May 5, 2015: Alliance
Tanner and his crew are back from their “undisclosed location”. The three trucks we loaned them were loaded down so heavily that I thought the springs would collapse. I offered to loan them my gooseneck trailer too, but they thought that would attract too much attention. As it turns out, wherever they went, they didn’t encounter too many people. Tanner said they had a couple small run-ins, but nothing of consequence – certainly nothing on the order of their run-in on the southern edge of the Union Creek area.
So, it would seem that things are a bit safer as one goes north. (Tanner was willing to share their general direction of travel with me, if not their specific destination.) I guess that makes sense. Population density drops considerably a few miles north of the South Dakota border … unless you head east toward the Twin Cities. Fewer people equals fewer bad people – at least in theory. I suppose that’s why the northern tip of Idaho was so popular for bug-out locations. Not many people up that way. Of course, the same could be said for most of South and North Dakota. Harsh winters up there, though. The weather could take as big a toll as marauders if you’re not prepared for it. If you’re used to living in a relatively temperate climate, the cold, snow and wind along the western Canadian border could make for a rude awakening.
We had a good conversation today, Tanner and I, about their plans for our trucks and their supplies. I’m a giving man, but there are a few things that we could use. My suggestion that we could work out a trade didn’t take Tanner by surprise, but I could tell that their load was already much smaller than they had anticipated when they set out with two five-ton trucks. One three-quarter ton pickup and two half-tons don’t even come close.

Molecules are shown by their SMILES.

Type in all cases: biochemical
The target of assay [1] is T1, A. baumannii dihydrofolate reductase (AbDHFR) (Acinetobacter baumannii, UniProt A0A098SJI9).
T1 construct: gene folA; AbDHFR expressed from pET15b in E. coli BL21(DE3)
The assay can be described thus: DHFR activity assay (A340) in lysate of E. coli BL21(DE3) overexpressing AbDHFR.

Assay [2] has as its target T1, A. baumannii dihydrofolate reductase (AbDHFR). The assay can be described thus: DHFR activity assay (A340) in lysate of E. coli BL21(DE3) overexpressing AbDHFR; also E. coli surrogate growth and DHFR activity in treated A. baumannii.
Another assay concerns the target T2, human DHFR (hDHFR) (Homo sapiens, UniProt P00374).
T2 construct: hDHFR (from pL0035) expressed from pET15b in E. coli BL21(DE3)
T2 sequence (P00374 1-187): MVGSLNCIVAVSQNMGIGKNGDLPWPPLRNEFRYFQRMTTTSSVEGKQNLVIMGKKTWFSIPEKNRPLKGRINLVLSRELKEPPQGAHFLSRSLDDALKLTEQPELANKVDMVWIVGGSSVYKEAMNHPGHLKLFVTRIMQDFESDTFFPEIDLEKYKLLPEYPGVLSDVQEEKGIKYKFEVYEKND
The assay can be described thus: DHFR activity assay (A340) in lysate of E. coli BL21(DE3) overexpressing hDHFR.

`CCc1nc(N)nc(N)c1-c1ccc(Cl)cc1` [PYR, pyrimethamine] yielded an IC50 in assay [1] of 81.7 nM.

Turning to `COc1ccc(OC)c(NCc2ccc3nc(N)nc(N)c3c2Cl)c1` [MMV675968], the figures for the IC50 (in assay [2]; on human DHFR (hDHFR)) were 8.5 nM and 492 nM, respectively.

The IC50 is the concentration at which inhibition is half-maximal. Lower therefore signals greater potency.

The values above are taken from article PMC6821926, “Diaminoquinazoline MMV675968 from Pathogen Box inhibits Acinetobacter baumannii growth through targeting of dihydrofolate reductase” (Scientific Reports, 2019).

Tanner was forthright, “I’d like to share some supplies with you, David, but I’m already going back hat in hand to apologize for losing four trucks and bringing back a small fraction of the supplies that we need.”
I just nodded letting him talk his way through it.
“We should have taken your deuce, but I was concerned about another attack and thought it better to blend in with the civilian vehicles,” Tanner shuffled his feet in the dirt.
Silence settled over the two of us like a cloud of dust on a still day.
Tanner looked up from the ground, “What do you need the most?”
“I’d say our biggest need in the near future will be heavy weapons, ammunition and a better trained fighting force,” I replied. “The character that took your vehicles doesn’t sound like a guy who’s going to stop any time soon. In all likelihood, he’s the one that probed us. Based on your description of his arms, equipment and manpower, we’re in for a heck of a fight.”
“What if we left you a couple heavy weapons with ammunition,” I could tell Tanner was forming his thoughts as he spoke, “and some small arms ammunition as a sort of down payment for the use of the weapons you loaned us, the trucks and the fuel?”
“A down payment?” I gave him a look.
“Yeah, with full payment to be negotiated later,” Tanner didn’t sound too convinced about his offer.
“I like you, Tanner,” I said, “but that leaves me on the short end of an already short stick.”
“Agreed, it’s a pretty short stick,” Tanner was almost apologizing.
I gave his offer some thought.
“How about this,” I counter-offered, “you and two of your men stay here. The rest, including the guy with the broken leg, drive the trucks – minus the heavy weapons and ammo you already offered up – back to your HQ.”
I could tell Tanner didn’t like what he was hearing.
“We’ll send one of our people with them.” I assured him.
Tanner still looked skeptical.
“The primary purpose of this approach is to build an alliance between our two groups.” I looked Tanner in the eye. “We’re going to need one another … and others like us, if there are any.”
I could tell that Tanner agreed with me. He knew we were going to need a larger, better-equipped fighting force if we were going to survive.
Tanner swore for the first time since I’d met him. “You’re right. We need to get you and Gunny together to figure out how we can support one another.”
After thinking about it for a moment, Tanner made a second offer, “What if we left two of the trucks here and just the two of us took one down to meet with Gunny?”
“Sorry. No go,” I responded. “I’m a family man and I’m staying here with my family.”
“I guess we’re back to your plan then,” Tanner sighed.
“It’s not so bad here,” I joked.
“That’s not it,” Tanner seemed defeated. “I don’t want to send my guys back to report on a failed mission without me.”
“Blame it on me,” I said.
“Just another failure,” Tanner spit onto the grass a few feet from where we stood. “I should have done a better job negotiating with you.”
“This is a win for both groups in the long run,” I pointed out.
“Yeah, but the short-term is kind of ugly,” Tanner rejoined.
“I get it.” I would have patted him on the shoulder but I wasn’t sure I could reach it.